Generally speaking, you want to encourage students to draw from a wide range of vocabulary words rather than repeat the same words over and over.
Naturally, if you’ve taught them any specific vocabulary words for a particular writing assignment or textbook unit, ask them to include that vocabulary in their writing prompt.
Stress to your ESL students the importance of structure, so that they’re able to focus on the topic mentioned at the start of their composition.
Now that you know what to look for in a good writing sample, here are some ideas to help your students get started.
But you should expect them to have a strong grasp of the grammar structures you’ve taught them.
Too much red ink will discourage any writer, so don’t be overly critical with the feedback.
Ever find yourself staring at a blank page for extended periods of time? But for many ESL students, the dreaded blank page isn’t just intimidating—it’s immobilizing.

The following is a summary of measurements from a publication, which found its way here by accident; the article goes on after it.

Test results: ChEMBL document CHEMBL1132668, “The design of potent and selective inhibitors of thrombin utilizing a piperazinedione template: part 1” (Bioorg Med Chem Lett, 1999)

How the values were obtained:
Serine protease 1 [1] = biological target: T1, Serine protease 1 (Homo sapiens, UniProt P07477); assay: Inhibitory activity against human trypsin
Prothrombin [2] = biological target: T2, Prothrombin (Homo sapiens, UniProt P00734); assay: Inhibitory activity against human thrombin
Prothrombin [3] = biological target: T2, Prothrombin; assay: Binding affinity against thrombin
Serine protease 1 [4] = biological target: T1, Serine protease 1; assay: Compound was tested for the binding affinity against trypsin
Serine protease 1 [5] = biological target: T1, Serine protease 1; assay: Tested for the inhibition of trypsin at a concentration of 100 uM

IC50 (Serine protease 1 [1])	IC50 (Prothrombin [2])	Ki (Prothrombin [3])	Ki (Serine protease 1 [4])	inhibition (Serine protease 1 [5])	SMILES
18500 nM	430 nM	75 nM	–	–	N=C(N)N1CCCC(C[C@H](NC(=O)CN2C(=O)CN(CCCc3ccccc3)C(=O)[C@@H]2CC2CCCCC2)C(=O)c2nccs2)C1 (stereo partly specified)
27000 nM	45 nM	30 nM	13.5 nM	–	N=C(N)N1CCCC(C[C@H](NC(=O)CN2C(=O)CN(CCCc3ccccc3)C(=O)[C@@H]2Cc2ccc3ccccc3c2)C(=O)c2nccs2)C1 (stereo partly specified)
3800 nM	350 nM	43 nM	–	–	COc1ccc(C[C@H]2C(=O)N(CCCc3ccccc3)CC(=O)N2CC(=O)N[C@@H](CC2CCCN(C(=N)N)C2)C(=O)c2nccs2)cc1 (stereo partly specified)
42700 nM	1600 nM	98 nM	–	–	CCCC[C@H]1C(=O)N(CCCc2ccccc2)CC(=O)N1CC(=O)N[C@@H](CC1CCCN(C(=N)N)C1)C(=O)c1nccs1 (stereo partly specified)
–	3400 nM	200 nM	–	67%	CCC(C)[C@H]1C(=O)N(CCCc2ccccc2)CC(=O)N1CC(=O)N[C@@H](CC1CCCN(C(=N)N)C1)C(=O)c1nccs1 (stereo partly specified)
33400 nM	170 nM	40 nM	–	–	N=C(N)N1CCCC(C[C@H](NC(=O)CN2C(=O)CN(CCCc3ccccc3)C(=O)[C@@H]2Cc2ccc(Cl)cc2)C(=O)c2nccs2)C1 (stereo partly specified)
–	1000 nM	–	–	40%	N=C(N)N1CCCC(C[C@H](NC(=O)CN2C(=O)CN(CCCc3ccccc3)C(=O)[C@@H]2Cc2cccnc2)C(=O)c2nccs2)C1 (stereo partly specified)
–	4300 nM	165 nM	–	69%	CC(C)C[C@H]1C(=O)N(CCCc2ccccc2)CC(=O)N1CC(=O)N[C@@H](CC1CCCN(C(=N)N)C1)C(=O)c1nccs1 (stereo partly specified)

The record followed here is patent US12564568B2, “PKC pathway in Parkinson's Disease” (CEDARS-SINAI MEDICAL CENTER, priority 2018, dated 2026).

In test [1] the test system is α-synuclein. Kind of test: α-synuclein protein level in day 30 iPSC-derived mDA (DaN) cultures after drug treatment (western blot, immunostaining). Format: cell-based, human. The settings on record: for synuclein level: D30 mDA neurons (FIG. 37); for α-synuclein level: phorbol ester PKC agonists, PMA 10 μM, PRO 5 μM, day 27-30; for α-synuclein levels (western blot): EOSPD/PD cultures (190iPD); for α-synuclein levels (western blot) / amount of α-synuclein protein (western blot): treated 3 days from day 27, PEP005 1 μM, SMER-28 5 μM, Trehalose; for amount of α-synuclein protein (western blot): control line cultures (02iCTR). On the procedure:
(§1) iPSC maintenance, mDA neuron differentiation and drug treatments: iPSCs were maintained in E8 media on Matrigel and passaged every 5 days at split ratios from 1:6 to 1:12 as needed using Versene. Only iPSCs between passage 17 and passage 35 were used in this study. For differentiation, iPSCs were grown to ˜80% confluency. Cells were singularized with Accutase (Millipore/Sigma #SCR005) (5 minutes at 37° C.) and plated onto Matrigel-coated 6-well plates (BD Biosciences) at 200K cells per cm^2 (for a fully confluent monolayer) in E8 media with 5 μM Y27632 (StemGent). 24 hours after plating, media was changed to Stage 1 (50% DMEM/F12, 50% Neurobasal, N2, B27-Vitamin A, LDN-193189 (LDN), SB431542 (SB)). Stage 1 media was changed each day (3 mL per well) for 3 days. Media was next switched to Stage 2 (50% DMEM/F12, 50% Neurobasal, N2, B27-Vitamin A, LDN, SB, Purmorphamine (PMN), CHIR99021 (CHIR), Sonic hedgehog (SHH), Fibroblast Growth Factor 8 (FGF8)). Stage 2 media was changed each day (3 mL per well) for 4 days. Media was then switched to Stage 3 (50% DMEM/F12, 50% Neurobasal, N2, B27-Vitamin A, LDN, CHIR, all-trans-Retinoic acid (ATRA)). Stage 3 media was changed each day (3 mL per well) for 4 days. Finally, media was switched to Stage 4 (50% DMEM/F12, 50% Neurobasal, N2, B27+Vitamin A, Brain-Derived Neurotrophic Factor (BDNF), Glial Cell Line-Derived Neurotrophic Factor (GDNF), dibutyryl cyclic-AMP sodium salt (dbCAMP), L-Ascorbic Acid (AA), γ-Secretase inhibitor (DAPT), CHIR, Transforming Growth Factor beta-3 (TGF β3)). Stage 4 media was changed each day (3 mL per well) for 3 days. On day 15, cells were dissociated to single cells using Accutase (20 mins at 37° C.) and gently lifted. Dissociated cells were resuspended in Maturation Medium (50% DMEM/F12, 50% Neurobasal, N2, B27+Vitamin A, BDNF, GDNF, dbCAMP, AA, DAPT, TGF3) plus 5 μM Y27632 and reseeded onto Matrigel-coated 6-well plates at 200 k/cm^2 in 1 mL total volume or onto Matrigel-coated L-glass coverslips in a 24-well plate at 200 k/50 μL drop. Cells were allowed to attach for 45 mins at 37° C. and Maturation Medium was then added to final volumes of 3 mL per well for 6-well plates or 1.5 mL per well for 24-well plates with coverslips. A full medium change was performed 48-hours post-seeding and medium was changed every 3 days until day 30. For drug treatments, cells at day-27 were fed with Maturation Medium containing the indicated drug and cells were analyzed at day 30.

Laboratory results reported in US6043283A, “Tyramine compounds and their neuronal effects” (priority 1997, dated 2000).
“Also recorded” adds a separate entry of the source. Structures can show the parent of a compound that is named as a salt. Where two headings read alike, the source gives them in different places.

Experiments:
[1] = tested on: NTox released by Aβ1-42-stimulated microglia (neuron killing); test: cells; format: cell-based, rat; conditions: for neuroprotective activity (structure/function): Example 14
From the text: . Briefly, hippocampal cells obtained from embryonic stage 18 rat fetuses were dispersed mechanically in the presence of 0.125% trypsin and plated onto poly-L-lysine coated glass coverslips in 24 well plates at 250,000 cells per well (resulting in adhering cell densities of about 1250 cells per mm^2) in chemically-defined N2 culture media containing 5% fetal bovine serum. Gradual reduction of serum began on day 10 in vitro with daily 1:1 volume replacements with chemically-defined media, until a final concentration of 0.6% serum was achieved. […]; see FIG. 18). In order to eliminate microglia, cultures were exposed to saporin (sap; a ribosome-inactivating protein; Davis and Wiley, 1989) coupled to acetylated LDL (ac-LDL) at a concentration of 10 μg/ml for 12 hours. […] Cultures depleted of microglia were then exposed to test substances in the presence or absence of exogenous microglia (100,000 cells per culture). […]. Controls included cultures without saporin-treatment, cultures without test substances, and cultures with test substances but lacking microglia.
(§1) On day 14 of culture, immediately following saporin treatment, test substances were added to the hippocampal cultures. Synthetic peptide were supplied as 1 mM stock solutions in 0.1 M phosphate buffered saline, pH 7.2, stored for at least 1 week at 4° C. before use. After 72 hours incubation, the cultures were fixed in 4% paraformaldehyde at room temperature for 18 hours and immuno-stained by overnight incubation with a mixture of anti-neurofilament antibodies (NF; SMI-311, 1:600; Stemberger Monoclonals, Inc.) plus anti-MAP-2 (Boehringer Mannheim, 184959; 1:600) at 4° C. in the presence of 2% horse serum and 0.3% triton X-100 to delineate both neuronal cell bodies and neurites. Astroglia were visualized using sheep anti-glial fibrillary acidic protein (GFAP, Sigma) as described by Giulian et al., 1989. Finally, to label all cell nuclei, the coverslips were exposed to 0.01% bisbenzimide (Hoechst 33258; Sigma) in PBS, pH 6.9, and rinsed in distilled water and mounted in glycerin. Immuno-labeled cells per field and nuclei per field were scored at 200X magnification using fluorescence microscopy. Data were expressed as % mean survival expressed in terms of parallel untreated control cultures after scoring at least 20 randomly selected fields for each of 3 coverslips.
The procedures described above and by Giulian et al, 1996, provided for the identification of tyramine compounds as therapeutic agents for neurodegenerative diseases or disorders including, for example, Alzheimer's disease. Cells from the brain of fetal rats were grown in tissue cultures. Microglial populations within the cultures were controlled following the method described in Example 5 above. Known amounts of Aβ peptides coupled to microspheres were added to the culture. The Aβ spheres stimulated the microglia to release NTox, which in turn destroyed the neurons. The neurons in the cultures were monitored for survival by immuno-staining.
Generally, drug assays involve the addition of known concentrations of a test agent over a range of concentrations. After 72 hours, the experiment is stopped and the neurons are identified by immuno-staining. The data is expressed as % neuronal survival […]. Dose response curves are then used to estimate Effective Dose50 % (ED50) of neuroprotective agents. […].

After all, they’re working in a second language that might not even share the same writing system as their own.
Today, we’re going to look at different writing prompts and how you can use them to give students a boost in the right direction.
But before you start handing out writing assignments, first make sure your students understand the fundamentals of writing. Every student writes differently based on a number of factors, including personality, writing style, their first language and how comfortable they are with expressing themselves in writing.